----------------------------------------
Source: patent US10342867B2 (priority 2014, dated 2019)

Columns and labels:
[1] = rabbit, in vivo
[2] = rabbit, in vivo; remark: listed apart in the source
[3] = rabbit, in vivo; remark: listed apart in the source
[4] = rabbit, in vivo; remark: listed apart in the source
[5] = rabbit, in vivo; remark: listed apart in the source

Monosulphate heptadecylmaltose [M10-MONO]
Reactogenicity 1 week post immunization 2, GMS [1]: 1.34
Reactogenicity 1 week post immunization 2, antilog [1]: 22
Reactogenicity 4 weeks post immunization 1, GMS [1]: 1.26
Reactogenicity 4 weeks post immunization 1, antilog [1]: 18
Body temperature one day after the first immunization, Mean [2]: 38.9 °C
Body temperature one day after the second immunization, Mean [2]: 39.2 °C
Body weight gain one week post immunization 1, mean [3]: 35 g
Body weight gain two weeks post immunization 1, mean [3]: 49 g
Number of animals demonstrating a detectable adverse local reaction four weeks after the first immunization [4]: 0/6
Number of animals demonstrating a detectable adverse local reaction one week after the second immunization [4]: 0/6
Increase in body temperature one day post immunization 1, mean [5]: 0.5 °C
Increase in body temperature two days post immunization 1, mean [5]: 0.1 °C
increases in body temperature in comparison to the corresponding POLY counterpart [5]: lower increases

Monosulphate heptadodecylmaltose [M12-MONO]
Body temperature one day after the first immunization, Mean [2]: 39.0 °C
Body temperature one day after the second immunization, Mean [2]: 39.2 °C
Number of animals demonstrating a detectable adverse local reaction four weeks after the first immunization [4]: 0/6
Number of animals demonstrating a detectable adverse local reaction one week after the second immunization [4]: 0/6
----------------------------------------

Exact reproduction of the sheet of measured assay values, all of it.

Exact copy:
Source: patent US10342867B2 (priority 2014, dated 2019)

Columns and labels:
[1] = rabbit, in vivo
[2] = rabbit, in vivo; remark: listed apart in the source
[3] = rabbit, in vivo; remark: listed apart in the source
[4] = rabbit, in vivo; remark: listed apart in the source
[5] = rabbit, in vivo; remark: listed apart in the source

Monosulphate heptadecylmaltose [M10-MONO]
Reactogenicity 1 week post immunization 2, GMS [1]: 1.34
Reactogenicity 1 week post immunization 2, antilog [1]: 22
Reactogenicity 4 weeks post immunization 1, GMS [1]: 1.26
Reactogenicity 4 weeks post immunization 1, antilog [1]: 18
Body temperature one day after the first immunization, Mean [2]: 38.9 °C
Body temperature one day after the second immunization, Mean [2]: 39.2 °C
Body weight gain one week post immunization 1, mean [3]: 35 g
Body weight gain two weeks post immunization 1, mean [3]: 49 g
Number of animals demonstrating a detectable adverse local reaction four weeks after the first immunization [4]: 0/6
Number of animals demonstrating a detectable adverse local reaction one week after the second immunization [4]: 0/6
Increase in body temperature one day post immunization 1, mean [5]: 0.5 °C
Increase in body temperature two days post immunization 1, mean [5]: 0.1 °C
increases in body temperature in comparison to the corresponding POLY counterpart [5]: lower increases

Monosulphate heptadodecylmaltose [M12-MONO]
Body temperature one day after the first immunization, Mean [2]: 39.0 °C
Body temperature one day after the second immunization, Mean [2]: 39.2 °C
Number of animals demonstrating a detectable adverse local reaction four weeks after the first immunization [4]: 0/6
Number of animals demonstrating a detectable adverse local reaction one week after the second immunization [4]: 0/6